Question Details

(Solved) -What signs of opulence do you see in Louis' court? - Why do


-What signs of opulence do you see in Louis? court?

-Why do you believe Louis said ?I am the state??
The Court

 

His natural talents were below mediocrity; but he had a mind capable of improvement, of

 

receiving polish, of assimilating what was best in the minds of others without slavish imitation;

 

and he profited greatly throughout his life from having associated with the ablest and wittiest

 

persons, of both sexes, and of various stations. He entered the world (if I may use such an

 

expression in speaking of a King who had already completed his twenty-third year), at a

 

fortunate moment, for men of distinction abounded. His Ministers and Generals at this time, with

 

their successors trained in their schools, are universally acknowledged to have been the ablest in

 

Europe; for the domestic troubles and foreign wars under which France had suffered ever since

 

the death of Louis XIII had brought to the front a number of brilliant names, and the Court was

 

made up of capable and illustrious personages.... Glory was his passion, but he also liked order

 

and regularity in all things; he was naturally prudent, moderate, and reserved; always master of

 

his tongue and his emotions. Will it be believed? he was also naturally kind-hearted and just.

 

God had given him all that was necessary for him to be a good King, perhaps also to be a fairly

 

great one. All his faults were produced by his surroundings. In his childhood he was so much

 

neglected that no one dared go near his rooms. He was often heard to speak of those times with

 

great bitterness; he used to relate how, through the carelessness of his attendants, he was found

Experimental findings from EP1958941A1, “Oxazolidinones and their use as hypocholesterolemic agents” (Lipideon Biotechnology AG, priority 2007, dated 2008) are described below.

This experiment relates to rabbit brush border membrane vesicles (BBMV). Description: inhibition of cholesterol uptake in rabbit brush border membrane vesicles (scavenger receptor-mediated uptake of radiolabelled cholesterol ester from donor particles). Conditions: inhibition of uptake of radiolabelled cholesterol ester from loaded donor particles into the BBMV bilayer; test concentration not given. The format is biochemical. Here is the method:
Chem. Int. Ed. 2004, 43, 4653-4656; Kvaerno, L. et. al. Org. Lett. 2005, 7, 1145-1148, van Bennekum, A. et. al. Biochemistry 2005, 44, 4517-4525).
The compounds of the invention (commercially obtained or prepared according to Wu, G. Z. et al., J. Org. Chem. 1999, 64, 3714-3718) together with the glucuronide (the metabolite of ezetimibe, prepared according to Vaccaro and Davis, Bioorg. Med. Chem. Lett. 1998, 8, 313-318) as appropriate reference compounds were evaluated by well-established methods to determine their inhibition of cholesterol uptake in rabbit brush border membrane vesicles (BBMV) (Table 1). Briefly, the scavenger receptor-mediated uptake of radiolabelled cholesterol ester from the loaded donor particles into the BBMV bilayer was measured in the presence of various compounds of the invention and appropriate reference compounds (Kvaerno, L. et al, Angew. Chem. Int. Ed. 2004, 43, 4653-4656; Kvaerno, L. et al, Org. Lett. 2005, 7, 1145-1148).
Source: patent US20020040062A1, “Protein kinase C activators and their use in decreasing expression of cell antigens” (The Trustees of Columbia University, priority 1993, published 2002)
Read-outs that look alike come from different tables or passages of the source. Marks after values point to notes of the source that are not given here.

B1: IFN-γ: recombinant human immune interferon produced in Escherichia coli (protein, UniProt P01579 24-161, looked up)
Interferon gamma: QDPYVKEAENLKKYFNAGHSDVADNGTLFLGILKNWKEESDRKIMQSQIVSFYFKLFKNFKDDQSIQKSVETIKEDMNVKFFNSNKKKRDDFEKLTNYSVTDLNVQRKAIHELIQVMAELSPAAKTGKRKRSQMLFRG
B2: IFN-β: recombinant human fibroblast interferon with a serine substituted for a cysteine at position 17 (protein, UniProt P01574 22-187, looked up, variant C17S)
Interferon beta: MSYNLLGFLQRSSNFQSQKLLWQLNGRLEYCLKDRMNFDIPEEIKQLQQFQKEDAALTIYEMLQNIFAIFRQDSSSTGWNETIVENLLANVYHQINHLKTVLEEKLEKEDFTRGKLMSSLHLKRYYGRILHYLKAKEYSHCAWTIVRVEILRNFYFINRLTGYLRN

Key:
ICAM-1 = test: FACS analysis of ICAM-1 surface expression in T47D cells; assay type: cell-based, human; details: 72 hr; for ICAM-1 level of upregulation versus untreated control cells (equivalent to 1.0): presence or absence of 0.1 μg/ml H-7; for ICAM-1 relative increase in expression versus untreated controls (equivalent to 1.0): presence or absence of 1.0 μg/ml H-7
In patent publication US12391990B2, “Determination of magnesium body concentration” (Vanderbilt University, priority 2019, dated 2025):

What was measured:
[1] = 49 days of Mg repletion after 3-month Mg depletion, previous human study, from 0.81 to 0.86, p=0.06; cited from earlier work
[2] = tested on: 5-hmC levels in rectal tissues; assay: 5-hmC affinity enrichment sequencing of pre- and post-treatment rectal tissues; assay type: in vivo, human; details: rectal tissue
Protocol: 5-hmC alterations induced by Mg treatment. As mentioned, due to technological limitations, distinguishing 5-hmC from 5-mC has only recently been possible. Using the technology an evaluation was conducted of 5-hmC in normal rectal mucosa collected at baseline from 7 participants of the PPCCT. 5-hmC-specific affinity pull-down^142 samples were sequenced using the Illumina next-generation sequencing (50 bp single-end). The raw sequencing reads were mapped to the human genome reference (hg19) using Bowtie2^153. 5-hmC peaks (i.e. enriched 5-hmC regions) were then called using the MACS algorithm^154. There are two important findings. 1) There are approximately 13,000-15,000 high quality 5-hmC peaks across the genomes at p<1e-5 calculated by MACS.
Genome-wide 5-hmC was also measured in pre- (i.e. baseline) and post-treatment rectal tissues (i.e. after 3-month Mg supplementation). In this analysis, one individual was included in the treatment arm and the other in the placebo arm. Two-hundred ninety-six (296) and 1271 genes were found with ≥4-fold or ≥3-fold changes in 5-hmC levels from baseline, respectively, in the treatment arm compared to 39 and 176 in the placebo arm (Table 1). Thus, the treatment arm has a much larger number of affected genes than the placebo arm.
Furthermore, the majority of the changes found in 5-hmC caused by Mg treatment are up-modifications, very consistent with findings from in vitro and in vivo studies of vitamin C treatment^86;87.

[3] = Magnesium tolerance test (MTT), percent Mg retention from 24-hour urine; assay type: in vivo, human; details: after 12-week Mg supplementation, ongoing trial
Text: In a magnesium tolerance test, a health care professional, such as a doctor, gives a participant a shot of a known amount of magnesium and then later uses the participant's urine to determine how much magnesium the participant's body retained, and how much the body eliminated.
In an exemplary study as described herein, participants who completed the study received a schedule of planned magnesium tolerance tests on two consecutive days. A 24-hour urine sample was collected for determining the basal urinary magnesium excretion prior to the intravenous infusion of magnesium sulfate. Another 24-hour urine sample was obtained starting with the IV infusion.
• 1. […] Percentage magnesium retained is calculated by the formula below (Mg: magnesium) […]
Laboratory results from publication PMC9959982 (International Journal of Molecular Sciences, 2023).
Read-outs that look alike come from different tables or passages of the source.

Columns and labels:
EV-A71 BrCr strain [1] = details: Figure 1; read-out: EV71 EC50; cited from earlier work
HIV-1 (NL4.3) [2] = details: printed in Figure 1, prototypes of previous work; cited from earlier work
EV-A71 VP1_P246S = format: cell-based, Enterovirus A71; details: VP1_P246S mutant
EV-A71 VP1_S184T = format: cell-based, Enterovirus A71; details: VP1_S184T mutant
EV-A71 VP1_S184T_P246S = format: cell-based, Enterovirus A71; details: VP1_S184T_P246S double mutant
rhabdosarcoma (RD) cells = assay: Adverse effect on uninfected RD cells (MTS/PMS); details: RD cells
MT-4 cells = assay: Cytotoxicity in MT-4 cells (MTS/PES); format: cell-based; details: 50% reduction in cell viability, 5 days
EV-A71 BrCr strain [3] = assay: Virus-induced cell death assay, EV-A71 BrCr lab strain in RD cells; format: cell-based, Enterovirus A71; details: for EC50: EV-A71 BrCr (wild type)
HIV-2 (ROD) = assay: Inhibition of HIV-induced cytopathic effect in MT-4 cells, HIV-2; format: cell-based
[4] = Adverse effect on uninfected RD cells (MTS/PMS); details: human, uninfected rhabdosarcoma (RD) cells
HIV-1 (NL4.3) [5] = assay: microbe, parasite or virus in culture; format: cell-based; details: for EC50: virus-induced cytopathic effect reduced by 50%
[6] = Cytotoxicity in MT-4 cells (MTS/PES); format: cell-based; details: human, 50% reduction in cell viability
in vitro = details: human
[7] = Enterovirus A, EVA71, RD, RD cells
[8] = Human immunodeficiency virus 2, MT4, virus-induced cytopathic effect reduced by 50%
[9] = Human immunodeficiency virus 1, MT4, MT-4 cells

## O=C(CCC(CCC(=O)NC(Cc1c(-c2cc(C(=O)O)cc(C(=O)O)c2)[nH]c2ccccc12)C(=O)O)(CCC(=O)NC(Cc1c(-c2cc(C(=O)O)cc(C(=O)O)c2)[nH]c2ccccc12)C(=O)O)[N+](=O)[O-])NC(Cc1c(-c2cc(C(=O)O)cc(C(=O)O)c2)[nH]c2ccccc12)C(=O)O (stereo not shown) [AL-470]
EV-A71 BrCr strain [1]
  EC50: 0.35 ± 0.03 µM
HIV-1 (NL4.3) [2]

one evening in the basin of a fountain in the Palais-Royal gardens....

 

His Ministers, generals, mistresses, and courtiers soon found out his weak point, namely, his love

 

of hearing his own praises. There was nothing he liked so much as flattery, or, to put it more

 

plainly, adulation; the coarser and clumsier it was, the more he relished it. That was the only way

 

to approach him; if he ever took a liking to a man it was invariably due to some lucky stroke of

 

flattery in the first instance, and to indefatigable perseverance in the same line afterwards. His

 

Ministers owed much of their influence to their frequent opportunities for burning incense before

 

him....

 

It was this love of praise which made it easy for Louvois to engage him in serious wars, for he

 

persuaded him that he had greater talents for war than any of his Generals, greater both in design

 

and in execution, and the Generals themselves encouraged him in this notion, to keep in favour

 

with him. I mean such Generals as Condé and Turenne; much more, of course, those who came

 

after them. He took to himself the credit of their successes with admirable complacency, and

 

honestly believed that he was all his flatterers told him. Hence arose his fondness for reviews,

 

which he carried so far that his enemies called him, in derision, "the King of reviews"; hence also

 

his liking for sieges, where he could make a cheap parade of bravery, and exhibit his vigilance,

 

forethought, and endurance of fatigue; for his robust constitution enabled him to bear fatigue

 

marvellously; he cared nothing for hunger, heat, cold, or bad weather. He liked also, as he rode

 

through the lines, to hear people praising his dignified bearing and fine appearance on horseback.

 

His campaigns were his favourite topic when talking to his mistresses. He talked well, expressed

 

himself clearly in well-chosen language; and no man could tell a story better. His conversation,

 

even on the most ordinary subjects, was always marked by a certain natural dignity.

 

His mind was occupied with small things rather than with great, and he delighted in all sorts of

 

petty details, such as the dress and drill of his soldiers; and it was just the same with regard to his

 

building operations, his household, and even his cookery. He always thought he could teach

 

something of their own craft even to the most skilful professional men; and they, for their part,